EU funding has helped refugees in Turkey, but Ankara’s refusal to reveal their names raises doubts about whether the money is reaching all who need it, the bloc’s spending watchdog reported Tuesday, cited by AFP.
The European Court of Auditors reports focused on 1.1 billion euros in initial EU cash-based projects to millions of Syrian and other refugees in Turkey under a 2016 deal designed to stem migration to the bloc, the Focus Information Agency reported.
The audit did not cover another 2 billion euros from individual EU member states for shelter, food, clothing, schooling, and health care.
“We can see that the money goes to the refugees, but we cannot concretely say that all money goes there. There is a risk,” ECA member Bettina Jakobsen said.
The ECA said it could not track refugees from registration to payment because the Turkish authorities refused to identify individuals and what they receive, citing data protection laws.
Jakobsen said it is the first time in the more than three years she has worked for the ECA that she has not received requested documents.
However, Jakobsen and other ECA officials said UN agencies and others running the projects were able to “mitigate the risk” by setting up internal controls.
The ECA recommended that the European Commission, the executive of the 28-nation EU, press Turkey to grant project partners access to data on beneficiaries as Brussels implements the next tranche of aid.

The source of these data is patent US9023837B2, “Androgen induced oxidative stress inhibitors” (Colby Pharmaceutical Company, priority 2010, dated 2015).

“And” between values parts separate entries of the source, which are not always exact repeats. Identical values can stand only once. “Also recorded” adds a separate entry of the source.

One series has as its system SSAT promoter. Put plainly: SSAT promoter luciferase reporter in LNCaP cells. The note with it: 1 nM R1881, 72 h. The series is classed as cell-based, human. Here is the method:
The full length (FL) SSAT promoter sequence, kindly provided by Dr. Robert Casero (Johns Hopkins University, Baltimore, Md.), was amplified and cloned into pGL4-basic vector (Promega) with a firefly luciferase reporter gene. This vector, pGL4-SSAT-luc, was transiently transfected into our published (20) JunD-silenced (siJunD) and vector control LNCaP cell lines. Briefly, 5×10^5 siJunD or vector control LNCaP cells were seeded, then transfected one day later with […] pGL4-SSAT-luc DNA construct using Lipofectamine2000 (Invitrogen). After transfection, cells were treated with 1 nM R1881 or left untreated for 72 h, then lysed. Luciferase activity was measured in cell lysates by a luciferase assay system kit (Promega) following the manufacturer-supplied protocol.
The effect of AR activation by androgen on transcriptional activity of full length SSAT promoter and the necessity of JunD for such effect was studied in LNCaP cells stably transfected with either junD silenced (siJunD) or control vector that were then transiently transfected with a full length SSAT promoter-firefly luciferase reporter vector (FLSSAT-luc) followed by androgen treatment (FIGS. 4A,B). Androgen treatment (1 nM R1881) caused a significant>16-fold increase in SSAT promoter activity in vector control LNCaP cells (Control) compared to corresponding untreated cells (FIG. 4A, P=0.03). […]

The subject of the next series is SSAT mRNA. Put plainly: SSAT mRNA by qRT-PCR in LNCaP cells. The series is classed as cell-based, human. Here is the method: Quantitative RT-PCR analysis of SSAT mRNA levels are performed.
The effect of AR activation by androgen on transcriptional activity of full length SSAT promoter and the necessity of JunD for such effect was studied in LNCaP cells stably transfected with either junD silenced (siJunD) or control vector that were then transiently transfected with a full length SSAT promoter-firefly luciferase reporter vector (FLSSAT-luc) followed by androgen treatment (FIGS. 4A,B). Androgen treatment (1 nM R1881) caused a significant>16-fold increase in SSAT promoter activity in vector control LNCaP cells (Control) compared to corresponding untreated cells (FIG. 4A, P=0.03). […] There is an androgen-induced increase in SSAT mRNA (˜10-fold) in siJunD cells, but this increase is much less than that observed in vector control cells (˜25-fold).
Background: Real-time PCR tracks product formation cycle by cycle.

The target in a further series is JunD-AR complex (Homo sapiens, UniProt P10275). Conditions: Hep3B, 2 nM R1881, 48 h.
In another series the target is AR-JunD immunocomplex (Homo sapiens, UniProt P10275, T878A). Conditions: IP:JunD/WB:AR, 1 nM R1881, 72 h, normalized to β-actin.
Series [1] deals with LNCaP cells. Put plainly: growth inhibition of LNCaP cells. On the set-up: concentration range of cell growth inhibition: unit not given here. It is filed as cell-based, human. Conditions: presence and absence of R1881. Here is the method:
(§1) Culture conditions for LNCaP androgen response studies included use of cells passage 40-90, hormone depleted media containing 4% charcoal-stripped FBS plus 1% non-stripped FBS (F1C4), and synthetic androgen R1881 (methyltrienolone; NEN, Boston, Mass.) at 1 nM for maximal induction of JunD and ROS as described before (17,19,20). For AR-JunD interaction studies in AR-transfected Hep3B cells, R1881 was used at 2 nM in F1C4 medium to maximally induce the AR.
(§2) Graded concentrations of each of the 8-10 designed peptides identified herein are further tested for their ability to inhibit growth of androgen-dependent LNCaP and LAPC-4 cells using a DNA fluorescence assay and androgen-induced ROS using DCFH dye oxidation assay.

Another 3 billion euros in EU aid is due to reach the nearly 4 million refugees in Turkey, mainly Syrians who fled civil war.
Overall, the ECA said, “the humanitarian projects have helped refugees address their basic needs but have not always delivered the expected value for money.”
It cited one example in which Brussels and Ankara disagreed how to carry out projects for water and wastewater management and solid waste collection.
Most of the refugees are not housed in camps but have made their way to Turkish cities.
It cited another example where the “Commission did not consistently and comprehensively assess the reasonableness of the budgeted costs.”
Under the aid-for-cooperation deal sealed in March 2016, Turkey has drastically reduced the flow of asylum seekers to Europe which peaked in 2015 when more than 1 million arrived. (turkishminute.com)